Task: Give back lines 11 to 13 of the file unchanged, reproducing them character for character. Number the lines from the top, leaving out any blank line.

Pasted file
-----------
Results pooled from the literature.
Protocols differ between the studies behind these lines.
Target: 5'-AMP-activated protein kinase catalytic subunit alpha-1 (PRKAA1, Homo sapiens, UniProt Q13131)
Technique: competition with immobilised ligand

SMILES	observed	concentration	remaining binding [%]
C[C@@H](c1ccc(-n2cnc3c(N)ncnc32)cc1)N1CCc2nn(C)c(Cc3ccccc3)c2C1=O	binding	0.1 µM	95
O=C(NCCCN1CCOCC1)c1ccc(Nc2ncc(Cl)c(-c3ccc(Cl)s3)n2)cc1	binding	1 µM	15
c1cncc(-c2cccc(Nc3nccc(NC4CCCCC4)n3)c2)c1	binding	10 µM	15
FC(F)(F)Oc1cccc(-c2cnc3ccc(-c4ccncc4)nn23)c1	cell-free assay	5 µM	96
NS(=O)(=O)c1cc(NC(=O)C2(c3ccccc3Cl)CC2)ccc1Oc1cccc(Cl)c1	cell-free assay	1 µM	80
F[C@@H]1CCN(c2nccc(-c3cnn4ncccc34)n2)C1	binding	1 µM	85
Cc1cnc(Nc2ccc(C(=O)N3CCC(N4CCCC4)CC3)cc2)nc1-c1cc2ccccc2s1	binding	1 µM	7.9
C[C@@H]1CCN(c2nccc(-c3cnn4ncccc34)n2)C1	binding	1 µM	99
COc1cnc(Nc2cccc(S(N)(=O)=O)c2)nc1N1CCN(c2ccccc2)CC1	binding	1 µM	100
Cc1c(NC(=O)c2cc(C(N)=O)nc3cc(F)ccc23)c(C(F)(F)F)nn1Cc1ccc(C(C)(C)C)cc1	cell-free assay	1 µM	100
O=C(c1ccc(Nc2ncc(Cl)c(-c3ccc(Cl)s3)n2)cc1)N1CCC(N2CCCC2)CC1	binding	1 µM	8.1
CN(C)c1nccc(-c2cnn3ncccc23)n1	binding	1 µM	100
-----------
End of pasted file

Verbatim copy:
F[C@@H]1CCN(c2nccc(-c3cnn4ncccc34)n2)C1	binding	1 µM	85
Cc1cnc(Nc2ccc(C(=O)N3CCC(N4CCCC4)CC3)cc2)nc1-c1cc2ccccc2s1	binding	1 µM	7.9
C[C@@H]1CCN(c2nccc(-c3cnn4ncccc34)n2)C1	binding	1 µM	99